As players were signed to the All-American Girls Professional Baseball League, they began a rigorous period of training to prepare them for their new life on the ball field and off.
Chicago sports pages were filled with stories of the League’s long-term plans, the girls’ uniforms and ‘charm school’ sessions, the team managers pulled from the ranks of the major leagues, the towns that would host the first four teams and, incidentally, the girls’ workouts on the baseball diamond.
As part of the pre-season hype, one newspaper began a series of profiles of individual players, illustrating in the process why many of these young women succeeded so well in graduating from amateur softball to professional baseball. One can also find the motivation for the articles in the byline of the writer — Alma Overholt, Wrigley Company Staff.
The series began with Ann Harnett, the first player signed to the new league. The headline read ‘World’s Outstanding Third Baseman, S-B [Softball] Loop Mainstay.’ (At some point in her career, she picked up the nickname ‘Toots’, but that may have been later because it isn’t mentioned in the May 1943 article.)
Ann was from Chicago, ‘born a ballplayer.’ In her high chair, wrote Overholt, toddler Ann ‘kept a ball tucked under one arm as she ate with the other. To remove it brought screams of protest.’
Ann Harnett reportedly chose her own high school, the Immaculata Girls’ School, far enough away that she had to leave at 6:00 in the morning, and resisted pleas by her parents to go somewhere in the neighbourhood. The reason for her choice? Immaculata had a beautiful gym and fine athletic equipment.
At Immaculata she was for three years captain of the all-star basketball team, for four years captain of the volleyball team; won the junior and senior badminton title in both doubles and singles; was an officer of the student body all four years and sergeant at arms during her senior year.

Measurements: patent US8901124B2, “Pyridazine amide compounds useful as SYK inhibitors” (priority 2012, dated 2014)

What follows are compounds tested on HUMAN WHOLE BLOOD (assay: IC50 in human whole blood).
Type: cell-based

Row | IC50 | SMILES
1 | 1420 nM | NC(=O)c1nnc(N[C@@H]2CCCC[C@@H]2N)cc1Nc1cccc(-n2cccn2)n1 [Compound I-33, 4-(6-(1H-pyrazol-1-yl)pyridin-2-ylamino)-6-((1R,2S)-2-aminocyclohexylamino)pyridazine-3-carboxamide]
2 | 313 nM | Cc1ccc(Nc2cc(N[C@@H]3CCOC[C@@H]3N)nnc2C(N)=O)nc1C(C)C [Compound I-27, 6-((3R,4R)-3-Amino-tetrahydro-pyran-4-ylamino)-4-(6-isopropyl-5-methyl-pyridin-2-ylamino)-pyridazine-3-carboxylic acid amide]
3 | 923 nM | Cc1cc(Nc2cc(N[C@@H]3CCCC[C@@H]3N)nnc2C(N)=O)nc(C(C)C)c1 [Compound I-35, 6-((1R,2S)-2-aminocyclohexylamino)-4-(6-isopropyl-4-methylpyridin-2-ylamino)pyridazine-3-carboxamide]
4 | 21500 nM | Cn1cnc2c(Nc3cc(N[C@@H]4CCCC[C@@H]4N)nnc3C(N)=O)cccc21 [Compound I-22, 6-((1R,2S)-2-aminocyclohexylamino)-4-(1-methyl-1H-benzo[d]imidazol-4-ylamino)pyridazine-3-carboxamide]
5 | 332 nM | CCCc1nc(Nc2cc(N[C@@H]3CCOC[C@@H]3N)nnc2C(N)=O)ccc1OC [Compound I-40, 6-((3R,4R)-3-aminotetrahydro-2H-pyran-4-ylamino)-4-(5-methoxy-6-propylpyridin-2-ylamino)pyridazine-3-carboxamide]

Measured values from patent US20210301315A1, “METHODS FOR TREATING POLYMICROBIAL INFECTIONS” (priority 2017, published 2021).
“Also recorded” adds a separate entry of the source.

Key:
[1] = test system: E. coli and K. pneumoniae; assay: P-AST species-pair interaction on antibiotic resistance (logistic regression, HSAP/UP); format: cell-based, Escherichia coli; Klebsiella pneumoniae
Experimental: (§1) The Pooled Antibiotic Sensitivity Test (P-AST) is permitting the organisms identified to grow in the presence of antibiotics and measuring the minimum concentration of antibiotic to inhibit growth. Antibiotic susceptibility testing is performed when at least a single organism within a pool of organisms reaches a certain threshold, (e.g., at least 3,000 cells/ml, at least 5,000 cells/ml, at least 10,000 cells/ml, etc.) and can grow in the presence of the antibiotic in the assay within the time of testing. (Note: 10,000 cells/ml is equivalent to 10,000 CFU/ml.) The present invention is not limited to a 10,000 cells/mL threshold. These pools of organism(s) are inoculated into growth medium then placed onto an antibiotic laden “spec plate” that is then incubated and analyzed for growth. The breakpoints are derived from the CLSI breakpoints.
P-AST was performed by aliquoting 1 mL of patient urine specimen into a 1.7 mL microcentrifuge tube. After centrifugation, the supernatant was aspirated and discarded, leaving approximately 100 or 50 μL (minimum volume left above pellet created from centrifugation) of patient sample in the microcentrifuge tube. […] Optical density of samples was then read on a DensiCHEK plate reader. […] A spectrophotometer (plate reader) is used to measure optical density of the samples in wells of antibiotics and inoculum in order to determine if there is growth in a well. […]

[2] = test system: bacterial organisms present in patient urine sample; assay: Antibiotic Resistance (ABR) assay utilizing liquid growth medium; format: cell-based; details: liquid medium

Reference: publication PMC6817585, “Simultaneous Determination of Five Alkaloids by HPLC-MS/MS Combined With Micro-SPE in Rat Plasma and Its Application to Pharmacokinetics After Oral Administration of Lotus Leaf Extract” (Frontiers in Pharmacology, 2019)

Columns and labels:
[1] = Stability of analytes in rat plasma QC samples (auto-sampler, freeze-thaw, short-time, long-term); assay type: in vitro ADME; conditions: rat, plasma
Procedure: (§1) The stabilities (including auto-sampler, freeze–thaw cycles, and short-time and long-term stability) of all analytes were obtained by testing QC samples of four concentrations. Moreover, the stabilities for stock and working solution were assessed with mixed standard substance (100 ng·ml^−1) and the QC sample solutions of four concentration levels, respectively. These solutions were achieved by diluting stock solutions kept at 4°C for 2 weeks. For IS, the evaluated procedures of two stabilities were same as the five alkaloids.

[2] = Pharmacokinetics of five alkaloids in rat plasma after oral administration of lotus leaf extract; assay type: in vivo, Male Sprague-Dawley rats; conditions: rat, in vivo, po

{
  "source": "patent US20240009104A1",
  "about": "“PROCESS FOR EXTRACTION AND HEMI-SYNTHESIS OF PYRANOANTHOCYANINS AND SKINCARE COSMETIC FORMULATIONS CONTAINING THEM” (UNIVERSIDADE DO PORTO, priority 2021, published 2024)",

Before she signed with the league, Ann played softball ‘on practically every championship team,’…and was drafted to play with the Montgomery V8s for the world’s championship in Chicago at Soldier’s Field.
No profile of a player was complete without a summary of all their other tastes and talents. In Ann’s case, she was described as ‘a stately girl with honey colored hair and smiling blue eyes’ who favored sporty or severely tailored clothes.
She has a fondness for opera although she enjoys good jitterbug dancing. She is a marvelous whistler. Another accomplishment is coffee-making. Her favorite recipe calls for an egg broken over the dry grounds mixed to a paste and freshly boiled water poured over them. It makes the coffee go further too, these ration days, she says.
Not included in Overholt’s article was the fact that Harnett helped with recruitment of other softball players in 1943, and supposedly she had a hand in designing the League uniforms. Her last year playing professional baseball was with the 1947 Peoria Redwings. One source has it that she became a nun but there seems to be no further reliable knowledge of her life after she left the League.
The second player featured was Clara Schillace, billed as the ‘wing-footed outfielder’ and ‘softball heroine.’
Schillace as a child beat her brother in a race and he decided that any girl who could beat him running should be in the Olympics.
So the family started to train Clara, first in the 50 and 100-yard dashes. Her father put heavy work shoes on her feet during her workouts on the track. Brother Joe appointed himself ‘manager’ and staged an exhibition race against Helen Stephen, Olympic champion….Later she … reached the finals in the Women’s National meet.
Clara, reveals the writer, is a teacher, a supervisor of physical education for four schools in St Charles, two grade schools, a junior high and a high school.
“The youngsters idolize her.”
While she was at Northern Illinois State Teachers’ College, Clara was president of the Women’s Athletic club and she played field hockey, basketball, tennis, golf, badminton, swam, bowled and was a star at archery.
“Her ambition is to receive a doctor’s degree in physical education, then to settle down and raise a flock of youngsters of her own.”
In fact, she essentially did realize that goal. After the 1946 season, Clara Schillace married and became Claire Donahoe. She earned a master’s degree in education and followed her husband, an international development worker, to Germany, Iran, Ethiopia and Bolivia where she taught school, had three sons and a daughter and coached softball.
Clara Schillace died in 1999 at the age of 76.